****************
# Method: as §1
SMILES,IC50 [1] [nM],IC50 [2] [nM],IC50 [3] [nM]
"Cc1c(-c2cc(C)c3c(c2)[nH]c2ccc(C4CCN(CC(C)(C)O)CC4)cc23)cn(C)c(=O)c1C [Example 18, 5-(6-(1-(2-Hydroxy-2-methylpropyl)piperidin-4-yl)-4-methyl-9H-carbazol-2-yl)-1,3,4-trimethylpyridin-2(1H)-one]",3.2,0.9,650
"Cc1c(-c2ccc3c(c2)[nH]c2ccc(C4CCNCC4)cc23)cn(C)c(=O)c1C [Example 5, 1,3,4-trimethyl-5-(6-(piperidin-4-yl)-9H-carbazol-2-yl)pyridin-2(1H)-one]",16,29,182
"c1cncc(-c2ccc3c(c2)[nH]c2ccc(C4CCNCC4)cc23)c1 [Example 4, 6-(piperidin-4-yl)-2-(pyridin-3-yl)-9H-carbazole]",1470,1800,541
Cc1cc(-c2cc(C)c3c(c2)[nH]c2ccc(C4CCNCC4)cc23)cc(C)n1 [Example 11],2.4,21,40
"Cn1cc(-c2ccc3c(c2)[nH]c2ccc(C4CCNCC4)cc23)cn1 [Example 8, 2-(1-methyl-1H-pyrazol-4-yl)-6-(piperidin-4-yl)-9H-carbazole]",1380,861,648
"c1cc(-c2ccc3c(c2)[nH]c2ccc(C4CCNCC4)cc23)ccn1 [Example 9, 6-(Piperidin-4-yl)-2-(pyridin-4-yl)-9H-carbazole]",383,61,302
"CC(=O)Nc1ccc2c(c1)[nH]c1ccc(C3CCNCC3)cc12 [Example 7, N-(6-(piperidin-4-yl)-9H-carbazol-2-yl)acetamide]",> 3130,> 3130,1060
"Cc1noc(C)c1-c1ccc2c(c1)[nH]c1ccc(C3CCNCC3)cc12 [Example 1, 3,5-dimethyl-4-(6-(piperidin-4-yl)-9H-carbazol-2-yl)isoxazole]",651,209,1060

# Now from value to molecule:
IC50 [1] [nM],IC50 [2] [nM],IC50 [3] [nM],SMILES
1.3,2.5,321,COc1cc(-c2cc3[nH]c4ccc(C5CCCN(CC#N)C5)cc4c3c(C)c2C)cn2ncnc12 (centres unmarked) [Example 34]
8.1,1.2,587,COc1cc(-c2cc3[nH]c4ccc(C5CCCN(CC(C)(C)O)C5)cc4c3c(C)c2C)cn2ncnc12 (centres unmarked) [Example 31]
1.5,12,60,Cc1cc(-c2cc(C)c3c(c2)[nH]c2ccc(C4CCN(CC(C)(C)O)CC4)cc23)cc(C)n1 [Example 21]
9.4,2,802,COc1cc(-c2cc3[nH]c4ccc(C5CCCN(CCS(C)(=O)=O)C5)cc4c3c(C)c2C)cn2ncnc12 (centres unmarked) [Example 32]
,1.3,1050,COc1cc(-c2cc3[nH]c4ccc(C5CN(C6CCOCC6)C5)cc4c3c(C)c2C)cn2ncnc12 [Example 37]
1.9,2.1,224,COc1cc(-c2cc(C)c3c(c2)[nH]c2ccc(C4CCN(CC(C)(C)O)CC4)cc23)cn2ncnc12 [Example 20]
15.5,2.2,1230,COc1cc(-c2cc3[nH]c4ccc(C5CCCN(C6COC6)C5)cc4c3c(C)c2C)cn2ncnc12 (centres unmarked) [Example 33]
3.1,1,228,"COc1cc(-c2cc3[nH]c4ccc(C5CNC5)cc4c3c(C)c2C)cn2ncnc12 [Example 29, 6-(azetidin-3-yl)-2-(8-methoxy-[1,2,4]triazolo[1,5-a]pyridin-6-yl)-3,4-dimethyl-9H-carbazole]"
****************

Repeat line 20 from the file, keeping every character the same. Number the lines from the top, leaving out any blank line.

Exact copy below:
3.1,1,228,"COc1cc(-c2cc3[nH]c4ccc(C5CNC5)cc4c3c(C)c2C)cn2ncnc12 [Example 29, 6-(azetidin-3-yl)-2-(8-methoxy-[1,2,4]triazolo[1,5-a]pyridin-6-yl)-3,4-dimethyl-9H-carbazole]"